Josh Feit of The Stranger has a very kooky argument against the RTID. Something about net-present value and inflation and loans that basically falls apart when serious thought is put to it. He complains:
However, I am not able to stomach $6.7 billion or $14 billion on roads—roads— when I was told by everyone in town that $3 billion or $11 billion was too much for mass transit.
As Frank over at Orphan Road pointed out, the $14 billion figure is for roads all over the tri-county area. The $11 billion figure is for one line in the city. Comparing the two is virtually meaningless. And if you don’t drive a car, then you won’t even pay much for RTID because it is mostly paid for by MVET ($80 per $10,000 assessed value), with only a .1% increase in sales tax. It’s not much money, $10 for every $10,000 spent.
He also hammers on about the “carbon footprint” of the RTID which is a strawman argument. Here’s a reductio ad absurdum about the carbon footprint argument. Suppose you oppose anything that will increase “carbon footprints” (like roads), and support anything with the potential to reduce it. Then you should oppose RTID because it will increase the “carbon footprint” of the region, and you should support ST2 because it could decrease the “carbon footprint”. But you should also support destroying I-5 because that would decrease the “carbon footprint” of the region. So let’s destroy all roads and outlaw gas and we can live like cavemen with no carbon footprint but the wood we burn to cook our food.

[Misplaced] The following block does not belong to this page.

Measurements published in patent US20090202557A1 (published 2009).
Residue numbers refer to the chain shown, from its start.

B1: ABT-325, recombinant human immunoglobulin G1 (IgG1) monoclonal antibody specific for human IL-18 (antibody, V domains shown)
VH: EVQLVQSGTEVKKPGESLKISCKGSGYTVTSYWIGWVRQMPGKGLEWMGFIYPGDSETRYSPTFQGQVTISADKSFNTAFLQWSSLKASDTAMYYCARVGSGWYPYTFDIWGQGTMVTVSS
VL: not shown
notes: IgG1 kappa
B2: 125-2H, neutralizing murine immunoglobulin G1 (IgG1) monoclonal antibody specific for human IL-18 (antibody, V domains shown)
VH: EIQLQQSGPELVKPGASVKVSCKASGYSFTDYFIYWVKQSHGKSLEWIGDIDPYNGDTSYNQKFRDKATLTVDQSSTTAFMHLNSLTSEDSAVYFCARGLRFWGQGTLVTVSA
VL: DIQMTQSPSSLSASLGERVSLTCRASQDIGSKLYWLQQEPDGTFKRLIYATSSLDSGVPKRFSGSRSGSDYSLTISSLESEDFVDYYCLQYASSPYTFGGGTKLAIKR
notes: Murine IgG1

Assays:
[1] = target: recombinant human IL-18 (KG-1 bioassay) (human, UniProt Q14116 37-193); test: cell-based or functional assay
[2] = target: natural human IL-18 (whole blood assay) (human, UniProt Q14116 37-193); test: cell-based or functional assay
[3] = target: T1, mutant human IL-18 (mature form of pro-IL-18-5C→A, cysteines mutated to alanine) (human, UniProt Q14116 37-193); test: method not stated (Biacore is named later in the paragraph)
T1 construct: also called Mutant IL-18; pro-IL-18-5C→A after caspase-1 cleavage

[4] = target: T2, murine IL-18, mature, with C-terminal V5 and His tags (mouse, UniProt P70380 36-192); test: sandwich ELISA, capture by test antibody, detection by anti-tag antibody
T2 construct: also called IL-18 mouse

Look, I’m an environmentalist, I’m not gung-ho about RTID, I don’t like the cross-base highway, and most of the projects won’t have much positive effect for me at all. The only one that would have any effect on me, replacing 520, isn’t even completely funded in the proposal. However it is a pill I’m willing to swallow if I am going to be able to take a train to see my little brother in the UD, or to buy some shoes downtown. We can’t sit and wait for the perfect propsal that pleases everyone, we have to accept what will make the best compromise and move forward from there.